UIT DE PERS.
Still Fears English Victory.
"Well," Admiral Fletcher replied, "considering all the circumstances and conditions of the two fleets, their relative strength, and the number of ships brought against us, I should say yes."
"Yes," interjected Mr. Witherspoon, "but I didn't ask you to consider all those things"
"In my answer concerning the comparative power of the navies," Admiral Fletcher resumed, "I considered all those things necessary to be considered, the number of ships, number of guns, armor, markmanship, and everything practical to consider.
"Then I understand from your statement," said Mr. Witherspoon, "that you want us to understand that England is the only nation on earth that has a navy that we could not successfully resist?"
"I think that is a fair conclusion," said the admiral.
Expects Aid for Fleet.
Representative Williams, of Illinois, asked the admiral if he thought the United States could successfully resist Japan if the fleet had to defend Hawaii and the Philippines in their waters.
"That is a question, of course, that is exceedingly difficult to answer," replied the admiral. "I think that our more powerful fleet could keep control of the seas as against Japan. But as to the ability of the fleet alone to defend the Philippines would depend a great deal on conditions. I wouldn't say that the fleet alone could do it."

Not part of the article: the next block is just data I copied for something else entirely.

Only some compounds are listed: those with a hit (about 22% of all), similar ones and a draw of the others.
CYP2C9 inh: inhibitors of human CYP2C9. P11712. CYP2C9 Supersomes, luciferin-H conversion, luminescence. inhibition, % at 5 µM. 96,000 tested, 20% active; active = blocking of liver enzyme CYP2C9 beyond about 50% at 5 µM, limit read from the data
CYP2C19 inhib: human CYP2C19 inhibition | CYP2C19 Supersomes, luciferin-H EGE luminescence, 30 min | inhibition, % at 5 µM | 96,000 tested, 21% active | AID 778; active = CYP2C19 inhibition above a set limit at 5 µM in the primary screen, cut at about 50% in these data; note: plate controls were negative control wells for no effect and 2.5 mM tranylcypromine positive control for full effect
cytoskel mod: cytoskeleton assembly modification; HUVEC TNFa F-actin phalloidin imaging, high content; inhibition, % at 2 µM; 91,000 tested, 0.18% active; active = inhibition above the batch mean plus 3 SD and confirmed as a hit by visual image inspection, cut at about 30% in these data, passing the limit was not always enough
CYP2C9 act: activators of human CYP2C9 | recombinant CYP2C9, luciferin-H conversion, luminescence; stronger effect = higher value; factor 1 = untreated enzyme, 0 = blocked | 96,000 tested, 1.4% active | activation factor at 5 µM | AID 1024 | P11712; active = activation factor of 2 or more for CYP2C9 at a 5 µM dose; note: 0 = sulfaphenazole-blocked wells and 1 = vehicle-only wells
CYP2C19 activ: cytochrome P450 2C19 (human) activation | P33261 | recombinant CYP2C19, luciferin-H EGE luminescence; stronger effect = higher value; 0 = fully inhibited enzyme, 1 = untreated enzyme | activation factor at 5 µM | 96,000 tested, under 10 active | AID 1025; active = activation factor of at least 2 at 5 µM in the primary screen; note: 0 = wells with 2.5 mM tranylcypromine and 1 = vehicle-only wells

"A Question of Policy."
"Well, if our forty battleships can't defend the Philippines," Representative Witherspoon interrupted, "don't you think it would be a good thing for us to get rid of the Philippines?"
"That is a question of policy which I cannot answer," replied the Admiral smilingly.
"Suppose we were called upon to defend the Monroe doctrine?" suggested Chairman Padgett. ',The conditions would be very different than in defending our own shores, would they not?"
"Yes, we would be operating under entirely different conditions," said the admiral. "Conditions would be more difficult because of operations far distant in the seas."
Questions by "Little Navy" Man.
"Do you believe," asked Representative Gray, that we, at the present time, should increase our navy so that we could control the seas?"
"I see no necessity for adopting that policy at the present time," replied the admiral.
"Why, then, is it necessary for us to have a navy to control the seas as against Germany or France?"
"That is a very difficult and hypothetical question that is not within my province as a military man to answer," Admiral Fletcher replied.
"If we had a conflict with any nation," the admiral then continued, after a moment's reflection, "we would naturally provide against conditions which had to be met. You make provision for defense proportionate to the probability of future conditions. Otherwise the only solution is that we must make a navy to whip the world. Provisions for defense must be tempered with some policy of judgment. I do not think that anybody ever considers the conflicting interests between England and the United States have been at all serious or that there is any probality that they will. Our interests are too much in common."